The year was 1920. Women were given the right to vote, Belgium hosted the summer Olympics, the League of Nations was established, and Virginia Long Kirkpatrick was born just north of Sandyville.

Times were different then. Sandyville was a thriving town, having three churches, two banks, a grocery store, restaurant, barber shop, school and blacksmith.

A century later, Sandyville looks very different. With a population of around 50 people, all that is left of the local businesses are memories, something which Virginia Kirkpatrick has in plenty.

Kirkpatrick is celebrating her 100th birthday on Jan. 26. She has lived locally almost her entire lifelong no farther than Des Moines. She eventually returned, though, moving to Pleasantville in 1945.

Virginia lived in Sandyville until she married Paul Kirkpatrick at the age of 18. The fifth of six children, Virginia was closest with her younger sister, LaVaughn. She has fond memories of the adventures, and occasional trouble, the pair got into during their childhoods.

“We made our own fun,” Kirkpatrick says. “We just did silly things, but we had fun.”

Silly things like dressing up the family’s 23 outdoor kittens in clothes or decorating cucumbers with “hair” made of corn silks. Virginia also remembers the trouble she caused, such as the time her mother caught her attempting to cook a skinned bull snake on the stove.

“My mother came in, and I went out the door fast,” Kirkpatrick remembered with a laugh.

Of course, Virginia was not always the one causing the trouble. She remembers a time when her brother decided to giver her and LaVaughn haircuts.

“He shaved our heads to the crown,” Kirkpatrick said. “We didn’t have bangs, either. It just hung like dog ears.”

Virginia and her siblings attended school in Sandyville, which was about a half-mile walk from the family’s home. The school consisted of two buildings, one which housed students through fourth grade, and the other a two-room building that taught grades 5-12.

“It was a big school at one time,” Kirkpatrick remembers. “There were a lot of kids there.”

When she was 18, Virginia married Paul Kirkpatrick and the couple moved to Carlisle, then Des Moines. During this time, the Kirkpatrick’s son, Jerry, was born, but not without struggle. Virginia had lead poisoning and nearly died giving birth.

“They said if I lived to that night, I had a chance of surviving,” Virginia said. “But I fooled them. Here I am still.”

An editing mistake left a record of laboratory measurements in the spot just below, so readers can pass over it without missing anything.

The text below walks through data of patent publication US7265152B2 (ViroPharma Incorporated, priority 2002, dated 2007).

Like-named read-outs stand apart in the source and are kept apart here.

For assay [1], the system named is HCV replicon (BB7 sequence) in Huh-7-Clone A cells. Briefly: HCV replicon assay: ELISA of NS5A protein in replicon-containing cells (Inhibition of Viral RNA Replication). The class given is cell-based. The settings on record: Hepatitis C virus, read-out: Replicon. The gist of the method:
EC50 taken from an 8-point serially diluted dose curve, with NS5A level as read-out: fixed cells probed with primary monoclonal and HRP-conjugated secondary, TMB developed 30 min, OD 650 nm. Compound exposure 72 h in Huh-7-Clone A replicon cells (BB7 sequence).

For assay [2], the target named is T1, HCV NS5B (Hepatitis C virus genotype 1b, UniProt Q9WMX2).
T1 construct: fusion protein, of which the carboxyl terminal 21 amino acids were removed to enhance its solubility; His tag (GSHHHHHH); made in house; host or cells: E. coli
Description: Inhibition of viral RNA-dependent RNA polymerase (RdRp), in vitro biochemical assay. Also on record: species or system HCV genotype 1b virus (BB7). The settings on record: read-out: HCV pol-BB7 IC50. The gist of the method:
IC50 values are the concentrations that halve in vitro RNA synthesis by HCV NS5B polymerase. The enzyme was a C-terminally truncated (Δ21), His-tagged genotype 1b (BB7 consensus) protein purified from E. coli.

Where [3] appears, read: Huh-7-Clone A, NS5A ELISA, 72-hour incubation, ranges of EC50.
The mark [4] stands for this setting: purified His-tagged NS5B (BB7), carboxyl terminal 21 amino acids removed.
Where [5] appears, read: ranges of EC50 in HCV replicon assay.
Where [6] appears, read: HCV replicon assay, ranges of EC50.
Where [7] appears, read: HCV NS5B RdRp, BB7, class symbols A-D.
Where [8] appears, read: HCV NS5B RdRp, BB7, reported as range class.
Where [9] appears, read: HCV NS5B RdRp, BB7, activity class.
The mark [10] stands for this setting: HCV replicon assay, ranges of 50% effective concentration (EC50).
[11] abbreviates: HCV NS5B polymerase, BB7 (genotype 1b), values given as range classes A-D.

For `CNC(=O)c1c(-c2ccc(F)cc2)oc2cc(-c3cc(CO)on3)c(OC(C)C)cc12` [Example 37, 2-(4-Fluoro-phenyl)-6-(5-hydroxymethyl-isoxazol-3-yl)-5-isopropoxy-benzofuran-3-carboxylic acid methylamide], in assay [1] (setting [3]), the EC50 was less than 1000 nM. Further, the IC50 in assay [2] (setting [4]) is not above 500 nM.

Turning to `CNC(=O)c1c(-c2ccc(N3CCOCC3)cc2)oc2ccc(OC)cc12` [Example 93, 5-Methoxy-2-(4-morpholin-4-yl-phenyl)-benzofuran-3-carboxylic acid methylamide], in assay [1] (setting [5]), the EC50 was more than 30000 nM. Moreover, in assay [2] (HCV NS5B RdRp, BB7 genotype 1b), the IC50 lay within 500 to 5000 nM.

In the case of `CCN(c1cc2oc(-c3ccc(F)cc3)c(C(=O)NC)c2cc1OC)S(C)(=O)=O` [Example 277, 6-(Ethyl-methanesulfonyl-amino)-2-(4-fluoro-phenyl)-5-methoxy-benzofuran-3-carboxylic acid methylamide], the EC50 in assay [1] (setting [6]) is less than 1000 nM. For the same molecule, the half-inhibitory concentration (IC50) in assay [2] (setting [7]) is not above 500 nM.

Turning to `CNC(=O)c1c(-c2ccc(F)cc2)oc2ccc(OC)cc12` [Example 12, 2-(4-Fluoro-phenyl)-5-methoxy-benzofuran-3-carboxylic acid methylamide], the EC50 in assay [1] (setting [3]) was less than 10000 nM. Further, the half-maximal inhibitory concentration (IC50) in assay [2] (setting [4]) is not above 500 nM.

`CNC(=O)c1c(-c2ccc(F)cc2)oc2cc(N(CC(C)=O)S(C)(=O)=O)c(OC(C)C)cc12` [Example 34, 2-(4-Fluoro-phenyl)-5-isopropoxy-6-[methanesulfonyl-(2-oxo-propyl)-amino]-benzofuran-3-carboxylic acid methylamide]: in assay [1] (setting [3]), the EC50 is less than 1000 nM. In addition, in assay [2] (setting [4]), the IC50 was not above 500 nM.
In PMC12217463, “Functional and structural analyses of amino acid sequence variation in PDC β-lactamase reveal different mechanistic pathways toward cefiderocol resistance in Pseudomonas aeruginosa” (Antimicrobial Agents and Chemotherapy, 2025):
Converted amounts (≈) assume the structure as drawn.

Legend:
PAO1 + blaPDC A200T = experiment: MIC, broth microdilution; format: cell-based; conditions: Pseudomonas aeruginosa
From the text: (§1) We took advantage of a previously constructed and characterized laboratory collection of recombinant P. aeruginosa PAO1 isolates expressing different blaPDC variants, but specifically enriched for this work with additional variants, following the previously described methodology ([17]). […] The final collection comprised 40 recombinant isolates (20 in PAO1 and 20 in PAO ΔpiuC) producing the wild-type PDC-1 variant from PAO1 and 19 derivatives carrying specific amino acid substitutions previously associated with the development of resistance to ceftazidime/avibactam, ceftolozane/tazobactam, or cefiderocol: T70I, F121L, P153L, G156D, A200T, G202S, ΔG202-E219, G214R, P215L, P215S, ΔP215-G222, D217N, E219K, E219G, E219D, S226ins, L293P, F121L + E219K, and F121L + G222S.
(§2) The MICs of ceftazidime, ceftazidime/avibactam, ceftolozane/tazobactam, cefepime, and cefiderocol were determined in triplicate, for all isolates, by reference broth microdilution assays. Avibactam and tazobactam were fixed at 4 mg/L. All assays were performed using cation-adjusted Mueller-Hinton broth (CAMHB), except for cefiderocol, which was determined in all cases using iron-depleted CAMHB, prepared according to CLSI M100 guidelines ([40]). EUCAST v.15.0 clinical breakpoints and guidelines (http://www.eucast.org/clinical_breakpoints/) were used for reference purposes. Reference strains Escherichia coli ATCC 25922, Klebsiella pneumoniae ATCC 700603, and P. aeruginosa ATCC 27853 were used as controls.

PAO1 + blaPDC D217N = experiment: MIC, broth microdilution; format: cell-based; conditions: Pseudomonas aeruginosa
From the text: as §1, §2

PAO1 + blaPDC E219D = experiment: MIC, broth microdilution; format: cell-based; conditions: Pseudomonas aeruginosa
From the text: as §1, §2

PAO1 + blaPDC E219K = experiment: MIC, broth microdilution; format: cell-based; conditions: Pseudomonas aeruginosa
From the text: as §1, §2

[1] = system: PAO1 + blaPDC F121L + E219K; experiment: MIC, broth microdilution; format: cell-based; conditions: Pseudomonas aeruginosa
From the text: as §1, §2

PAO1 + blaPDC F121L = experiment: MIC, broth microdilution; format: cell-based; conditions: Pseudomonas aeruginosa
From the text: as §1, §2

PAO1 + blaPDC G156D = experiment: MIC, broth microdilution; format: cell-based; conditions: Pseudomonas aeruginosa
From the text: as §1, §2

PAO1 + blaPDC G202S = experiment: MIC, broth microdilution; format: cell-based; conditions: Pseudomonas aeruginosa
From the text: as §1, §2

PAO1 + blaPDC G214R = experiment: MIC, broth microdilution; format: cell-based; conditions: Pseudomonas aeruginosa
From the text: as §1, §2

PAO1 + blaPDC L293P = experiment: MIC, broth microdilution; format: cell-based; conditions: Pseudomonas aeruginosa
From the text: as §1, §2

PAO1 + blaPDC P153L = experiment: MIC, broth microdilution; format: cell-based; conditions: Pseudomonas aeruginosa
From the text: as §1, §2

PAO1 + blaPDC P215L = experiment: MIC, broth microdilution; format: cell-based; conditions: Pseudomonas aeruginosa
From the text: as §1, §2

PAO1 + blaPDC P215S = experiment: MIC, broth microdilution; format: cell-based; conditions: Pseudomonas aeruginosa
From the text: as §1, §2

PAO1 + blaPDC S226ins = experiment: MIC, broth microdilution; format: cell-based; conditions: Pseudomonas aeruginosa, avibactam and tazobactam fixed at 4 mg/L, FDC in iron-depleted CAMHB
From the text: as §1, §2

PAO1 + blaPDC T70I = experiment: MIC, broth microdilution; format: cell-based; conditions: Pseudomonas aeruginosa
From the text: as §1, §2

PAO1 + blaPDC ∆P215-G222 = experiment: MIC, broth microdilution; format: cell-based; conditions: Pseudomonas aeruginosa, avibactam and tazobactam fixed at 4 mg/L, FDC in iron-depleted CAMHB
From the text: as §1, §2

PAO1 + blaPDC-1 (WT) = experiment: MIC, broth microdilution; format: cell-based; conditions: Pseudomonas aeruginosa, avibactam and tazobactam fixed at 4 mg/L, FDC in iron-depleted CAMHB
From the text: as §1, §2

The Kirkpatrick’s returned to the area in 1945, moving into a home in Pleasantville. They lived in the same house for over 51 years. They bought a milk route from the Vroegh Brothers, before selling it to Claire Prange in 1946.

The Kirkpatrick’s also owned a dual gas station/bar for ten years. Virginia was in charge of the gas station, while Paul managed the bar.

“We sure had fun, but we worked hard,” Virginia says. “We had the best bunch of people who went there.”

Working hard has been a constant theme throughout Virginia’s life. Besides owning the milk route and gas station/bar, she also worked at a dime store in Des Moines, where she walked to work each day. She was also an assistant supervisor at the downtown Des Moines Younker’s for over 14 years, commuting back and forth from Pleasantville.

Despite leaving Sandyville after marriage, Virginia never forgot where she came from. She would always return to her childhood home during holidays, when she and all her siblings would pack into the house.

“If one bunch of siblings went home, we all went home,” Virginia says. “It was a full house. Sometimes I wonder how my mother didn’t get mad at us, but she she never did.”

Now residing at Homestead Assisted Living in Knoxville, Virginia is a great-great-grandmother. She is an avid bingo player, never missing games on Tuesday and Friday. Her advice to the younger generation?

“You’ve got to work hard. You have to work at it.”

In just a a few short days, Virginia Kirkpatrick turns 100. She has seen incredible changes throughout her lifetime, yet still looks back upon all she experienced with great fondness. Would she change redo anything throughout the past century?

“I wouldn’t change it for the world.”

Emma Skahill can be reached at or by calling the newsroom at 641-842-2155.

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